Asked recently by the Yoruba service of the BBC about the prospects of enlisting in OBJ’s political movement, Nobel laureate, Professor Wole Soyinka, was unsparing. Thumping his temple in a supreme gesture of denunciation, he retorted jocularly: “Then, I should have my head examined by a psychiatrist.”
So, when they say millions have enlisted behind OBJ today, the big puzzle is whether the queue passes through the street sheltering the psychiatrist’s studio Soyinka insinuated. 

For Ajibade @ 60
Sani Abacha’s gun-toting goons came for TheNews lead writer Dapo Olorunyomi. But in an extraordinary show of leadership by responsibility, editor Kunle Ajibade volunteered himself to be taken away instead, following a scathing cover story the magazine published on what would become known as the phantom coup of 1995. 
Of course, that self-sacrifice marked the beginning of Ajibade’s journey to Abacha’s gulag for three harrowing years in defence of truth and liberty. He chose not to keep cowardly silence in the face of tyranny.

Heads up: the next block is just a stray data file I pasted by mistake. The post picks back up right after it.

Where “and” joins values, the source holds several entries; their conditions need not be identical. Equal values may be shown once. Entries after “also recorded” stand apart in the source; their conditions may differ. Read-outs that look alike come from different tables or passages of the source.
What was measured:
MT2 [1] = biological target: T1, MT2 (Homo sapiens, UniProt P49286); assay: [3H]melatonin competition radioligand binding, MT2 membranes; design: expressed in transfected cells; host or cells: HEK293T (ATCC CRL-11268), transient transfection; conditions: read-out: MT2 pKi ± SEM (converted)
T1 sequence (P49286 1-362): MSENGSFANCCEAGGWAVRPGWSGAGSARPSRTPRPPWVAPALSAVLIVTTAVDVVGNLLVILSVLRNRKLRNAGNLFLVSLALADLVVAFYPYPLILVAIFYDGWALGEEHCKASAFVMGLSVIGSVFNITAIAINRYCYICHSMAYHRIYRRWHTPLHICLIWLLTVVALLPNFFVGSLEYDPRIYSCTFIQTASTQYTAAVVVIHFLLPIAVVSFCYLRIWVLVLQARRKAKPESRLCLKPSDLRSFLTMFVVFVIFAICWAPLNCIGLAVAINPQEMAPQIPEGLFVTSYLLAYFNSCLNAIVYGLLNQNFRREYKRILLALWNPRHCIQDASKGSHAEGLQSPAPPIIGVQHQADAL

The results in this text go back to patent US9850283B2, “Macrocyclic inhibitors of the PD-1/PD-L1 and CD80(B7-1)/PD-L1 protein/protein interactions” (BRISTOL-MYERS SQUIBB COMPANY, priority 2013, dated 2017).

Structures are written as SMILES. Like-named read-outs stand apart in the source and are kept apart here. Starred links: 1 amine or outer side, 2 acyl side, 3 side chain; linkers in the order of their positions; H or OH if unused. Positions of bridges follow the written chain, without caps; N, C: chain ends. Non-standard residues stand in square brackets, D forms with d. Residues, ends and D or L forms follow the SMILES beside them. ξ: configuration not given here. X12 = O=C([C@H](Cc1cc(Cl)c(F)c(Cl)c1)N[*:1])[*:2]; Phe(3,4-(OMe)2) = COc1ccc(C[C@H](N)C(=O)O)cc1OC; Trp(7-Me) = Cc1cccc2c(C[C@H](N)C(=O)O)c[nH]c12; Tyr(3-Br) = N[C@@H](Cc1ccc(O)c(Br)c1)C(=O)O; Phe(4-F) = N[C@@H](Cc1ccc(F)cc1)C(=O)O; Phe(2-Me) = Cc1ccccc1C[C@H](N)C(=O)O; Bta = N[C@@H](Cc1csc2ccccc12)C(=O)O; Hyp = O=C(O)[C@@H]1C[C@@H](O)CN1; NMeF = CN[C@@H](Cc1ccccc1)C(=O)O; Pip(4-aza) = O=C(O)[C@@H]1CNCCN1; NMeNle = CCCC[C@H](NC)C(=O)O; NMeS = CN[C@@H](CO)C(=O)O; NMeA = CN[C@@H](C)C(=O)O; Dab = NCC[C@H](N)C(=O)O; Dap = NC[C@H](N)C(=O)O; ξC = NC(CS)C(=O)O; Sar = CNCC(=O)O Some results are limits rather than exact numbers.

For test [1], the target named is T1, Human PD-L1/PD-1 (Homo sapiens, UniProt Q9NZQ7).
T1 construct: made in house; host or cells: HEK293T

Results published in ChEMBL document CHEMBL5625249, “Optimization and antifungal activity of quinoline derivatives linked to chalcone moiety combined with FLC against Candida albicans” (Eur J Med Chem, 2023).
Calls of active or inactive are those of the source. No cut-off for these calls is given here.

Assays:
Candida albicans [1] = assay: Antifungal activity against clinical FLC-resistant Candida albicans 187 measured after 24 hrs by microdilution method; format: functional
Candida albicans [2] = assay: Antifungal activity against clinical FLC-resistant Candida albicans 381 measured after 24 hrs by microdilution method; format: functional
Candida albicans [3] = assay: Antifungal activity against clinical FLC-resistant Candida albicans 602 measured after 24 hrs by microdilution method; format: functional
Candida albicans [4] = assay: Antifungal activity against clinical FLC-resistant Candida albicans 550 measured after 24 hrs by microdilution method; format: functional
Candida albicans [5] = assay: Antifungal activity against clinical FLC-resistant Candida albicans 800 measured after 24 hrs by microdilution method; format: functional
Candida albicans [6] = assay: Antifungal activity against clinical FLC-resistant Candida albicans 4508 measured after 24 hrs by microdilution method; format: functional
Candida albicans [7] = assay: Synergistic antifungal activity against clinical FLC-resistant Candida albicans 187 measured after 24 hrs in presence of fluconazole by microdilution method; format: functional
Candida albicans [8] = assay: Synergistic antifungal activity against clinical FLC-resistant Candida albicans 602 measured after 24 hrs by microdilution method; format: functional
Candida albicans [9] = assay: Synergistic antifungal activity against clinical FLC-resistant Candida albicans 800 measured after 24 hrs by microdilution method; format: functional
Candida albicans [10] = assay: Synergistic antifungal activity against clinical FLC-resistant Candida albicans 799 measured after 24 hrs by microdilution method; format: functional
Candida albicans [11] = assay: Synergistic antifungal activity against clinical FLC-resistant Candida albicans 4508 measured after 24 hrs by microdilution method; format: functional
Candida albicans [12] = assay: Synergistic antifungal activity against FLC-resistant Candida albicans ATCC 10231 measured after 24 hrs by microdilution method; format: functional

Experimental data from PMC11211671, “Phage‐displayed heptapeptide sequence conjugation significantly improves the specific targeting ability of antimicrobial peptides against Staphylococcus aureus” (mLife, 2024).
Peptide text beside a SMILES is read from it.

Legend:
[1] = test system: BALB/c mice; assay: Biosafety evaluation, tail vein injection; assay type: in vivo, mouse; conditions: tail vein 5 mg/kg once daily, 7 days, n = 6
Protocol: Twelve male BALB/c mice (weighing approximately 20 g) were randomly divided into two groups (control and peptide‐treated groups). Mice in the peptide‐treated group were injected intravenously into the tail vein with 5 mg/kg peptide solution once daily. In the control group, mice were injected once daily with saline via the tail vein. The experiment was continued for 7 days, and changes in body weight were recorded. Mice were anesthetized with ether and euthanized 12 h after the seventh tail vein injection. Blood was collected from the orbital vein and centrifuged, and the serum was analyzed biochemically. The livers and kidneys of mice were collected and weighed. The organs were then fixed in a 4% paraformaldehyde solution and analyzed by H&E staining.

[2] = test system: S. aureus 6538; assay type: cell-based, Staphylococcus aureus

Indeed, the chronicle of popular resistance of Nigeria’s military despotism of the 80s and 90s is incomplete without acknowledging the likes of Ajibade who showed courage under fire.
As he turns 60s, here is saying happy birthday to one of Nigeria’s journalism icons. 

Much ado about Ekwueme’s medical bill
Wherever he is, Nicolo Machiavelli must be chuckling at the little drama unfolding today east of River Niger - Anambra specifically. Men, said the 15th century Italian philosopher, tend to forget the passing of a beloved more quickly than the loss of patrimony.